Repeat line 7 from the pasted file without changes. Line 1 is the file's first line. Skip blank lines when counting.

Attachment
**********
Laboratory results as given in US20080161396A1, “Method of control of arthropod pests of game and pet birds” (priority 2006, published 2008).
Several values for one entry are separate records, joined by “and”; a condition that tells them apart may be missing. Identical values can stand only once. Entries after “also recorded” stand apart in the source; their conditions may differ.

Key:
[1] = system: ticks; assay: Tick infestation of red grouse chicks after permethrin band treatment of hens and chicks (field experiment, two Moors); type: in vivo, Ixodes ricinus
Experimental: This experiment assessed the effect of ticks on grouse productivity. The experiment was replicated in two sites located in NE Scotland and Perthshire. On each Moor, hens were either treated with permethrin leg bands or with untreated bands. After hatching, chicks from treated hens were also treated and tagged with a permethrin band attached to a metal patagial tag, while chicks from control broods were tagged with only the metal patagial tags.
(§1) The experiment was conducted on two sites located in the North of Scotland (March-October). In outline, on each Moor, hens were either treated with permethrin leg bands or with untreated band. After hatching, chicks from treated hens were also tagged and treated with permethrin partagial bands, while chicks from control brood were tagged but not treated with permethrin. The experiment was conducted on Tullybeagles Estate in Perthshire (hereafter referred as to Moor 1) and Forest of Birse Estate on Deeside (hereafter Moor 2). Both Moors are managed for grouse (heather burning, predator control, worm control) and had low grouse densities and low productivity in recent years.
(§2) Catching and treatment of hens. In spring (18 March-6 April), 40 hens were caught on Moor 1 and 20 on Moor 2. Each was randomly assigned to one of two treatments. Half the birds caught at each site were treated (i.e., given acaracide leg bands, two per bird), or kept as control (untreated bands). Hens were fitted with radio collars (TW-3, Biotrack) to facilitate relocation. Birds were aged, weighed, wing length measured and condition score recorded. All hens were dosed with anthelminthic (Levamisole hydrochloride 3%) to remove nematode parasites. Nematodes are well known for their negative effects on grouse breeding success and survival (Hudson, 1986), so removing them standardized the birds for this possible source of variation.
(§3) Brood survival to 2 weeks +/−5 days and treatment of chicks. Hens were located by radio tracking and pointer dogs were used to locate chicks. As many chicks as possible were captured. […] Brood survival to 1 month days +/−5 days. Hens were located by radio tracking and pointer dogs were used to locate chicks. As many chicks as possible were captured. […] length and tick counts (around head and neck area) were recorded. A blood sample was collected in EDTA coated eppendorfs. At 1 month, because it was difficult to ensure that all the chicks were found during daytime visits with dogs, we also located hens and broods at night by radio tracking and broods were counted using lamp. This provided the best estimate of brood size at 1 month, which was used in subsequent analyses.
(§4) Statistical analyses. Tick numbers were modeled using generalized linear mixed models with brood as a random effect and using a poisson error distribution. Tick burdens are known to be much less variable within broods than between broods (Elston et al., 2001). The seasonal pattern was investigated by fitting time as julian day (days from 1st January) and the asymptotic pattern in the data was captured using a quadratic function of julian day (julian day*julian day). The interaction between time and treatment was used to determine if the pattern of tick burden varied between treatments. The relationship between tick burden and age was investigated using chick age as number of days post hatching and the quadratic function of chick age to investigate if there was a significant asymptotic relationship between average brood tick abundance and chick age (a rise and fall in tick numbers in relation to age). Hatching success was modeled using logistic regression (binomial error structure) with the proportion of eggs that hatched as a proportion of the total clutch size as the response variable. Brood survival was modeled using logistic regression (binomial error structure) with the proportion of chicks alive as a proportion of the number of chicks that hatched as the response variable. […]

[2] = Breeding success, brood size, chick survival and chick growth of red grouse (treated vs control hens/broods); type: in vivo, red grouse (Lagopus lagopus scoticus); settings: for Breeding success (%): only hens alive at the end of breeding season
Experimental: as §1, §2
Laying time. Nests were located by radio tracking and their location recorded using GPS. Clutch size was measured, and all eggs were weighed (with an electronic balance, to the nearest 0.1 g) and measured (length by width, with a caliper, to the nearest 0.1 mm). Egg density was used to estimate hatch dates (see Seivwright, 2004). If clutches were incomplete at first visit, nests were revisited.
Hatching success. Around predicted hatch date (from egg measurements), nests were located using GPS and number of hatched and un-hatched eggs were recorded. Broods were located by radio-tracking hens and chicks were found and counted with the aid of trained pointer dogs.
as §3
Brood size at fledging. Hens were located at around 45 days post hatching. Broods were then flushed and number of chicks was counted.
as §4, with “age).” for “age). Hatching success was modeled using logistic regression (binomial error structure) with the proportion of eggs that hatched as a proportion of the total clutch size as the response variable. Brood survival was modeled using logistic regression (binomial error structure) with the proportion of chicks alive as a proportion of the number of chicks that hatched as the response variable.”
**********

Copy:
(§2) Catching and treatment of hens. In spring (18 March-6 April), 40 hens were caught on Moor 1 and 20 on Moor 2. Each was randomly assigned to one of two treatments. Half the birds caught at each site were treated (i.e., given acaracide leg bands, two per bird), or kept as control (untreated bands). Hens were fitted with radio collars (TW-3, Biotrack) to facilitate relocation. Birds were aged, weighed, wing length measured and condition score recorded. All hens were dosed with anthelminthic (Levamisole hydrochloride 3%) to remove nematode parasites. Nematodes are well known for their negative effects on grouse breeding success and survival (Hudson, 1986), so removing them standardized the birds for this possible source of variation.